Skip to main content

Johnson Putting the Finishing Touches on the Year of The Menace

“This card is stacked with huge superstars in this sport. I’ve been
watching these guys since I started and before I started, and that’s
another bonus." - Michael Johnson

UFC lightweight Michael JohnsonAt the start of the year, Michael Johnson likened the UFC lightweight division to the massively addictive ‘90s arcade fighting game series Mortal Kombat.

Just as anyone hoping to best Goro and Shang Tsung would first have to fight their way through the likes of Sub Zero and Johnny Cage, making the climb to the top of the most talent-rich division in the Ultimate Fighting Championship is a treacherous journey with a new dangerous opponent awaiting your arrival inside the cage.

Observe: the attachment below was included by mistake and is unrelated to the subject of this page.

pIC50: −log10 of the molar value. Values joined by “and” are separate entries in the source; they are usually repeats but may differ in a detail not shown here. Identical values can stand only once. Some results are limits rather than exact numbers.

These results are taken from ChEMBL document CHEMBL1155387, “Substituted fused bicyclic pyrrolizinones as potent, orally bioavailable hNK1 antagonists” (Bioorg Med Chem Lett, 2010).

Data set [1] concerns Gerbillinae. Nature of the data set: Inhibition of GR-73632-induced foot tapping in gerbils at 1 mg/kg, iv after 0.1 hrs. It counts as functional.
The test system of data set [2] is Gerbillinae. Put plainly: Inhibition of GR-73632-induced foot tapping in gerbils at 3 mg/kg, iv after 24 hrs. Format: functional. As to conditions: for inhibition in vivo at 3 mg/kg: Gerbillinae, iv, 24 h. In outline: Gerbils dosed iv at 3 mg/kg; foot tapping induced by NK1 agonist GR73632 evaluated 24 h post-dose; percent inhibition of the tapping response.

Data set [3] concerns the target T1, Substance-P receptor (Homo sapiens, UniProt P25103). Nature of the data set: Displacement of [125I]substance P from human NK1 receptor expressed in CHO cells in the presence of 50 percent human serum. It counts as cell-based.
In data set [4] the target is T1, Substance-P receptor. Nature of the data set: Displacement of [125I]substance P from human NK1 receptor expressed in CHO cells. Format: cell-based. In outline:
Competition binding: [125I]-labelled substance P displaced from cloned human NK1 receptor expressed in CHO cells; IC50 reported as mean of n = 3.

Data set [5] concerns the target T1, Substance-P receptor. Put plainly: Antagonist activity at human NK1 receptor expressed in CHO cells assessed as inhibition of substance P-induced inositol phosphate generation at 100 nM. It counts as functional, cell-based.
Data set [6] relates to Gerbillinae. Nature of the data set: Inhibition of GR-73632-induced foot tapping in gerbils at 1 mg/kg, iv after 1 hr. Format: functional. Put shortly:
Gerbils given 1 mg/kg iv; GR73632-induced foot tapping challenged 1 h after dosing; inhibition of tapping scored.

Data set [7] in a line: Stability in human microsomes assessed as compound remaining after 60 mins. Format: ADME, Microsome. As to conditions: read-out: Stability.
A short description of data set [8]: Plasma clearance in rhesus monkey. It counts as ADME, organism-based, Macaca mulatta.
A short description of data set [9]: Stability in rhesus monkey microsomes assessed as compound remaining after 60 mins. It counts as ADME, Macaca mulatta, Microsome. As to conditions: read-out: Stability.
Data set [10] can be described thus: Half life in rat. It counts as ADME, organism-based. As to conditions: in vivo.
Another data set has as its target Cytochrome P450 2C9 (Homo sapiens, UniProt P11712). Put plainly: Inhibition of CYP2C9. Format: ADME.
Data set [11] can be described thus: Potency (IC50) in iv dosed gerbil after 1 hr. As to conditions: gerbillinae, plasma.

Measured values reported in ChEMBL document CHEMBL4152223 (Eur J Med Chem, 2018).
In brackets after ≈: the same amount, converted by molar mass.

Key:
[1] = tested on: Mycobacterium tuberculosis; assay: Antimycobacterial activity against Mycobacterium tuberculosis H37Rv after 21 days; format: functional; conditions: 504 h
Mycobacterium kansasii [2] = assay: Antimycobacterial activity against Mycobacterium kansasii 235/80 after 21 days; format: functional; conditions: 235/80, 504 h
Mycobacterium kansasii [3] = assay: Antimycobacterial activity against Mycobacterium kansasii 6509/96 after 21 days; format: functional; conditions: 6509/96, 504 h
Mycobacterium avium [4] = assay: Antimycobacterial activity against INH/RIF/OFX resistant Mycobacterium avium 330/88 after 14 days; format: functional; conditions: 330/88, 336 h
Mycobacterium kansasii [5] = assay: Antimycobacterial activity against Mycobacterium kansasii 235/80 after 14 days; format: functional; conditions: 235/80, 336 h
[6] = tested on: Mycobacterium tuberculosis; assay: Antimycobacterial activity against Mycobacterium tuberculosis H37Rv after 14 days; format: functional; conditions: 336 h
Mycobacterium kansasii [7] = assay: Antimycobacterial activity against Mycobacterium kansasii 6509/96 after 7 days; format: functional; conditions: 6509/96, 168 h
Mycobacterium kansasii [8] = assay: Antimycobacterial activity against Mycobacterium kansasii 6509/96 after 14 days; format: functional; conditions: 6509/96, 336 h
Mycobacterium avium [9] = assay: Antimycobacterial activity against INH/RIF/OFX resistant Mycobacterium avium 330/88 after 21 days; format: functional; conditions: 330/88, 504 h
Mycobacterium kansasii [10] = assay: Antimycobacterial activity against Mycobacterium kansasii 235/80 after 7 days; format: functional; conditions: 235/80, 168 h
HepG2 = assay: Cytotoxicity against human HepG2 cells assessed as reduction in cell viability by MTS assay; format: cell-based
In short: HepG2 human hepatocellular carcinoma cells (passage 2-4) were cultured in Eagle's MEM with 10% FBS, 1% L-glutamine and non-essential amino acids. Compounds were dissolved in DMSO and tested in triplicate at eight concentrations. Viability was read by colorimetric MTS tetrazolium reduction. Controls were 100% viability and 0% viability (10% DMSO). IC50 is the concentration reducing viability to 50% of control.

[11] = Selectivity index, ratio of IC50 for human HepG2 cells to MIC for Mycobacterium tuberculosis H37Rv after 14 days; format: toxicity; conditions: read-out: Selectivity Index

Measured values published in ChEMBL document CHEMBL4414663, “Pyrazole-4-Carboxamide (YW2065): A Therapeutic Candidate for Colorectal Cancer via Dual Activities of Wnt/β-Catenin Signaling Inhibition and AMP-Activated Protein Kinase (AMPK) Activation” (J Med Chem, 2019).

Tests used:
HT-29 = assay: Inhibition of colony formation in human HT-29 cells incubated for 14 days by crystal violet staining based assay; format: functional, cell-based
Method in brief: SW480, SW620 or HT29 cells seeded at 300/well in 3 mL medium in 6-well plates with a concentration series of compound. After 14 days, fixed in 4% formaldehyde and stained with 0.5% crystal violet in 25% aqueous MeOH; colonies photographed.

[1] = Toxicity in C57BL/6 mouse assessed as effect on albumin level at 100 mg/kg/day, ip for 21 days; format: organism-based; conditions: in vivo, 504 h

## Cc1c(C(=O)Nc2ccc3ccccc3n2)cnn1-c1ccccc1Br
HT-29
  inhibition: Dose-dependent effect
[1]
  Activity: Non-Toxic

Johnson’s goal at the start of the year was not to complete the game. Instead, he wanted to put himself in a position where only a few opponents stood between him and ultimate victory. Rather than setting an unreachable goal of being champion, Johnson set his sights on ending the year as a top-10 lightweight, and making 2012 “The Year of The Menace.”

In January, he slid a quarter into the machine. Three wins and 11 months later, Johnson is still playing on that original quarter, and he’s a win away from doing what he set out to do at the start of the year.

“Everything is going good, like everyone can see,” Johnson said confidently. “It means a lot to have some goals set and being on my way to accomplishing them. I’ve had three tough fights, and three big wins, so everything is working good. Everything is lined up in order, and if I don’t get into the top 10, I’m going to be pretty damn close, and I’m definitely going to be ready for next year.”

The 26-year-old lightweight hasn’t coasted through the year unscathed, piling up a string of “Flawless Victories” as he prepares to take on unbeaten prospect Myles Jury at UFC 155 later this month. Johnson has taken a few lumps, and survived a couple tense moments on the way to earning three consecutive wins this year.